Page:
"There is a time for many words, and there is also a time for sleep."
5:30. In the morning.
5 f-ing 30 in the morning.
That's what time we were up. To go Dolphin watching. And swimming. At 5:30 in the morning in the water, with the dolphins. And let me tell you at 5:30 am the water off Kaikoura
is not warm. Even in the middle of the NZ summer. Because at that time of the day the water hasn't had chance to warm up and no matter what thickness of wetsuit you wear the water is COLD.
We'd driven up from a stopover in Christchurch, which like the rest of NZ, I really like
. Anyway, as we got closer to Kaikoura the road started to follow the coastline and we drove into town with a wonderful view of the very blue sky and the very blue sea. Our B&B was a small chalet on a Lavender farm, and it being summer in NZ the place was a riot of purple everywhere with the constant humming of bees as they go about their business on the flowers. From the B&B to the north the Seaward Kaikoura mountain range towered over us and to the south-east we could see the very cold South Pacific Ocean.
With pretty much everywhere being closed on Xmas day we went for a long walk around the very windy peninsula before pigging out on vino and nibbles. No Turkey or Xmas pud this year, altho’ I did get my hands on some mince-pies (not Waitrose standard but needs must) which were most welcome and were scoffed in front of NZ Xmas TV which seemed to consist of a lot of BBC and ITV repeats.
All of which brings us to Boxing Day, dolphins and 5:30 in the morning. That’s the time we had to be at the adventure shop in order to listen to the briefing and pick-up our 8mm wet-suits.
By 7am we’d found a pod of Dusky Dolphins and into the sea we went
. We’d been told that water was about 16c (by comparison the water around the Perhentians in Malaysia was about 29C) but it felt more like minus 16C. Foolishly I didn’t wear the wetsuit hood – too claustrophobic – but frankly it wouldn’t have made much difference the water was so damn cold. On getting in my whole body froze and it took some mental effort to get my brain to instruct my arms and legs to start moving as I bobbed up and down in the water. Once I got moving I realised that it was going to be difficult to keep my head in the water whilst snorkelling as the snorkel I was given was leaking and letting in water every time I took a breath. Plus without a hood it was evil cold on the top of my head. Nonetheless I ploughed on, coughing and spluttering every so often and soon I started seeing the dolphins swimming around.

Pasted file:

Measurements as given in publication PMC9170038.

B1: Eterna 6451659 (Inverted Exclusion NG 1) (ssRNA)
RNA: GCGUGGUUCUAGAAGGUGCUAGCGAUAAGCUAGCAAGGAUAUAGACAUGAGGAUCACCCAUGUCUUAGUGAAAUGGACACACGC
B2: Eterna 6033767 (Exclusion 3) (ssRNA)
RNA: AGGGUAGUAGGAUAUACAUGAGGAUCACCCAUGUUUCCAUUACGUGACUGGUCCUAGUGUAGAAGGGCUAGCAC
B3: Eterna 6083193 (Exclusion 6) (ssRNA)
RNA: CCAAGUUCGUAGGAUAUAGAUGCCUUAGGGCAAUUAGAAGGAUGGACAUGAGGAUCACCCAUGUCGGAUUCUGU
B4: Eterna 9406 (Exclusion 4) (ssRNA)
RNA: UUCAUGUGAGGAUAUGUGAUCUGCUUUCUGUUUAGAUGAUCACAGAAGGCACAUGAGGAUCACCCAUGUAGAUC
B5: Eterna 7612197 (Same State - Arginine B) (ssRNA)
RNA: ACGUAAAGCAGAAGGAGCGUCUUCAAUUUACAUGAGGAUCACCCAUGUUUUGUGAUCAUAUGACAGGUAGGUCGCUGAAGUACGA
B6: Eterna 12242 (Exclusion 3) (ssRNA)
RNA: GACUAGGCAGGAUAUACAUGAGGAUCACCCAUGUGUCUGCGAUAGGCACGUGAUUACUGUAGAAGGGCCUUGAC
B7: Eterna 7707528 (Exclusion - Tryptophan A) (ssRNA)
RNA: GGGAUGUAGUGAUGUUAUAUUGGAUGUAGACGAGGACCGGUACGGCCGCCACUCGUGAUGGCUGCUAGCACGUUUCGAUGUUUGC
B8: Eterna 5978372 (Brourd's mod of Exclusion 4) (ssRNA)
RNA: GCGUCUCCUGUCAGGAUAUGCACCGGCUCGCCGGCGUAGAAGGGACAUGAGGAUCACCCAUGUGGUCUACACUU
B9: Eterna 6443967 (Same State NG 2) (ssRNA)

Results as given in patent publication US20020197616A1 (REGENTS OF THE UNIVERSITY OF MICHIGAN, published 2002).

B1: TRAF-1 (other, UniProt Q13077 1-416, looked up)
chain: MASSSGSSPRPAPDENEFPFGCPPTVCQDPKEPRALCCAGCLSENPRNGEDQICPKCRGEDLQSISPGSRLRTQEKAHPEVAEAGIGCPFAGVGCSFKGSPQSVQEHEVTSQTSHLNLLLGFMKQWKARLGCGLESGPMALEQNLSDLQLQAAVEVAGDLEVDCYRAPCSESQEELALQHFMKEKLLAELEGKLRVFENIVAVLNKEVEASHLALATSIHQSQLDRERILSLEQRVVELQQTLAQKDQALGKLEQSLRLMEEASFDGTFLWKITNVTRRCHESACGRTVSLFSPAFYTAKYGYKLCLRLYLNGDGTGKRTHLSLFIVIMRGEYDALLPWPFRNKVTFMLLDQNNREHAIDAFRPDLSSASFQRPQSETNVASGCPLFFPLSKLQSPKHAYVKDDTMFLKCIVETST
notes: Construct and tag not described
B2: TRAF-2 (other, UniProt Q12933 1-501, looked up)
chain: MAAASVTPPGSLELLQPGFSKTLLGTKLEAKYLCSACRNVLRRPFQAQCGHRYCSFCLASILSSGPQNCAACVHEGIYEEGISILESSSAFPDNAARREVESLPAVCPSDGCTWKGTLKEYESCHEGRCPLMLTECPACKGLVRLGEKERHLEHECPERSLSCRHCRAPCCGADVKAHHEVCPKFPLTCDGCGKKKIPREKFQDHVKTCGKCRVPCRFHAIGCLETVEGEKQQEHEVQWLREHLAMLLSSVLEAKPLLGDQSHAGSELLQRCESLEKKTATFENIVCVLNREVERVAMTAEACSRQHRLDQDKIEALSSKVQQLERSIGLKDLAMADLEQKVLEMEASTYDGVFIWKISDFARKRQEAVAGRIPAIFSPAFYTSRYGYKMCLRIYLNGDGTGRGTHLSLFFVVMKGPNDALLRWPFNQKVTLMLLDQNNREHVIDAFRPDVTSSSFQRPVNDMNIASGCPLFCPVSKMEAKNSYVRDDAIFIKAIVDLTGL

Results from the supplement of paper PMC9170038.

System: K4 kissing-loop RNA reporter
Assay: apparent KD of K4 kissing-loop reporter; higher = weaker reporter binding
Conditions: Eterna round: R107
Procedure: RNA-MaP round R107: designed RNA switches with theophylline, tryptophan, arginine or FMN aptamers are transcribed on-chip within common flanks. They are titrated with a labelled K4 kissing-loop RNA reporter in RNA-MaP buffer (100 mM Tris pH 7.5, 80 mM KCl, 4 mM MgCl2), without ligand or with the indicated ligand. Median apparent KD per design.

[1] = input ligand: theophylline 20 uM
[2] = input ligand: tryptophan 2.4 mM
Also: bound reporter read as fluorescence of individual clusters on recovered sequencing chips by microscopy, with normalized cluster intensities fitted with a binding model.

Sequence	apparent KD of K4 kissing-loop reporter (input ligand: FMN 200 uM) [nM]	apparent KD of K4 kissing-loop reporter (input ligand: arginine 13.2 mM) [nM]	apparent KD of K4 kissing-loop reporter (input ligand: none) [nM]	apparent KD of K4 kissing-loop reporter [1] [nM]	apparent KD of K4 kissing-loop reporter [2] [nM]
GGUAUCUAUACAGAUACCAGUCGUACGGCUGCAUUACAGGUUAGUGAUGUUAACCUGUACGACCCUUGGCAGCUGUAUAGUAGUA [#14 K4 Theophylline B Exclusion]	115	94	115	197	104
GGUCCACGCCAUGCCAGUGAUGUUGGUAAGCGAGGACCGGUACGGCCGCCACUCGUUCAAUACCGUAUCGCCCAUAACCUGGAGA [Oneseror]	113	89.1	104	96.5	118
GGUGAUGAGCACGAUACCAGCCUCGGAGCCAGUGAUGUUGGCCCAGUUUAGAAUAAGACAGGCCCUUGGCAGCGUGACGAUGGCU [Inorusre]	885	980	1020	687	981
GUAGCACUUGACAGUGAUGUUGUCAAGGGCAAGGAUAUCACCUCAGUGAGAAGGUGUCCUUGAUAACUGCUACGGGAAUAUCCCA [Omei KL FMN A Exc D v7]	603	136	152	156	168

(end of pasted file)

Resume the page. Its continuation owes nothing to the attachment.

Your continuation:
Then a couple started swimming around me in a circle. We were told on the boat that dolphins enjoy this, even more so when you, the swimmer, start circling with them. I kept up with about five rotations and then they swam too fast and too deep for me to keep up with them. This happened 3 or 4 more times and it was exhilarating. At other times the dolphins were hurtling beneath me and then leaping out of the water beside me.
All too soon we had to re-board the boat
. As I went to change my snorkel for one that wouldn’t leak the guide dropped my mask and the frame cracked. This was a total p!sser. The mask was my own and had prescription lenses. With it cracked – altho’ its now repaired thanks to the superglue and gaffer tape I’d packed for such 'emergencies’ – I couldn't go in for a 2nd swim but with it being so cold I was happy enough to watch Claire battle it out with the other swimmers for the attention of the dolphins. Claire thoroughly enjoyed herself. So did I, despite the mask damage but next time I’d want (much) warmer water.
Still not a bad Boxing Day all things considered!